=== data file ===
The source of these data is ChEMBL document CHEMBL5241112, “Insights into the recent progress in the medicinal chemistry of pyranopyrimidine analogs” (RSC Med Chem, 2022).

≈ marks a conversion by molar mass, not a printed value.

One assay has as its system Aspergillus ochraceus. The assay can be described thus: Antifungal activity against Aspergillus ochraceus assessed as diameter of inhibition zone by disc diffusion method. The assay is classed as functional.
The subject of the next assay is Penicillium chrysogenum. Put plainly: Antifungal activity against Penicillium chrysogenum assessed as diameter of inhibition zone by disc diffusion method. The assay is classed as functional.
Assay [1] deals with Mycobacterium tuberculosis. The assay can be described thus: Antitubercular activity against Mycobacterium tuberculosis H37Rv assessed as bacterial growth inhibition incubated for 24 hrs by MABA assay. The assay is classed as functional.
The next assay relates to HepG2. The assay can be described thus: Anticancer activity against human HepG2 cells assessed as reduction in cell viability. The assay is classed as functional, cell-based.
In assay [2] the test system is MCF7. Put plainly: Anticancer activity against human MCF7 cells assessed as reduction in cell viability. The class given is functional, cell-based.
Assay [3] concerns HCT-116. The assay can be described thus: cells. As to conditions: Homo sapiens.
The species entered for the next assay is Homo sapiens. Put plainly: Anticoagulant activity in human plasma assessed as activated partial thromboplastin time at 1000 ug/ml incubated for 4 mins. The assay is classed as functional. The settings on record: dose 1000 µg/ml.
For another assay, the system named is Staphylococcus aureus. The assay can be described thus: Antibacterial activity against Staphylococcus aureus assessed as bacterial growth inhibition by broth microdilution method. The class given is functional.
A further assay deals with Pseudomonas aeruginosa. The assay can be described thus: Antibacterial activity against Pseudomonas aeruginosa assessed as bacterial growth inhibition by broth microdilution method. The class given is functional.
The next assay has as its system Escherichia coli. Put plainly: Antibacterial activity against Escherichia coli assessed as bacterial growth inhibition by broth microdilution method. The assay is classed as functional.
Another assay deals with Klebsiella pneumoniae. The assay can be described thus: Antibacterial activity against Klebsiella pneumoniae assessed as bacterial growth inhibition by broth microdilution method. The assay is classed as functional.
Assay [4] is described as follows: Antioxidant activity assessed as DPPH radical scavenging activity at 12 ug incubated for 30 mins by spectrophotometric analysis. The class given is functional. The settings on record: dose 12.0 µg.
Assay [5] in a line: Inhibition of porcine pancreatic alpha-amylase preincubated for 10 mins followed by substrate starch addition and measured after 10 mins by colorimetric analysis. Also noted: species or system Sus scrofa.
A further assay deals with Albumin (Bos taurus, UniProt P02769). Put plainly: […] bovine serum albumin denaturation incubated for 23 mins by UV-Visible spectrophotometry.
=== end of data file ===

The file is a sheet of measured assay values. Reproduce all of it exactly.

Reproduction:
The source of these data is ChEMBL document CHEMBL5241112, “Insights into the recent progress in the medicinal chemistry of pyranopyrimidine analogs” (RSC Med Chem, 2022).

≈ marks a conversion by molar mass, not a printed value.

One assay has as its system Aspergillus ochraceus. The assay can be described thus: Antifungal activity against Aspergillus ochraceus assessed as diameter of inhibition zone by disc diffusion method. The assay is classed as functional.
The subject of the next assay is Penicillium chrysogenum. Put plainly: Antifungal activity against Penicillium chrysogenum assessed as diameter of inhibition zone by disc diffusion method. The assay is classed as functional.
Assay [1] deals with Mycobacterium tuberculosis. The assay can be described thus: Antitubercular activity against Mycobacterium tuberculosis H37Rv assessed as bacterial growth inhibition incubated for 24 hrs by MABA assay. The assay is classed as functional.
The next assay relates to HepG2. The assay can be described thus: Anticancer activity against human HepG2 cells assessed as reduction in cell viability. The assay is classed as functional, cell-based.
In assay [2] the test system is MCF7. Put plainly: Anticancer activity against human MCF7 cells assessed as reduction in cell viability. The class given is functional, cell-based.
Assay [3] concerns HCT-116. The assay can be described thus: cells. As to conditions: Homo sapiens.
The species entered for the next assay is Homo sapiens. Put plainly: Anticoagulant activity in human plasma assessed as activated partial thromboplastin time at 1000 ug/ml incubated for 4 mins. The assay is classed as functional. The settings on record: dose 1000 µg/ml.
For another assay, the system named is Staphylococcus aureus. The assay can be described thus: Antibacterial activity against Staphylococcus aureus assessed as bacterial growth inhibition by broth microdilution method. The class given is functional.
A further assay deals with Pseudomonas aeruginosa. The assay can be described thus: Antibacterial activity against Pseudomonas aeruginosa assessed as bacterial growth inhibition by broth microdilution method. The class given is functional.
The next assay has as its system Escherichia coli. Put plainly: Antibacterial activity against Escherichia coli assessed as bacterial growth inhibition by broth microdilution method. The assay is classed as functional.
Another assay deals with Klebsiella pneumoniae. The assay can be described thus: Antibacterial activity against Klebsiella pneumoniae assessed as bacterial growth inhibition by broth microdilution method. The assay is classed as functional.
Assay [4] is described as follows: Antioxidant activity assessed as DPPH radical scavenging activity at 12 ug incubated for 30 mins by spectrophotometric analysis. The class given is functional. The settings on record: dose 12.0 µg.
Assay [5] in a line: Inhibition of porcine pancreatic alpha-amylase preincubated for 10 mins followed by substrate starch addition and measured after 10 mins by colorimetric analysis. Also noted: species or system Sus scrofa.
A further assay deals with Albumin (Bos taurus, UniProt P02769). Put plainly: […] bovine serum albumin denaturation incubated for 23 mins by UV-Visible spectrophotometry.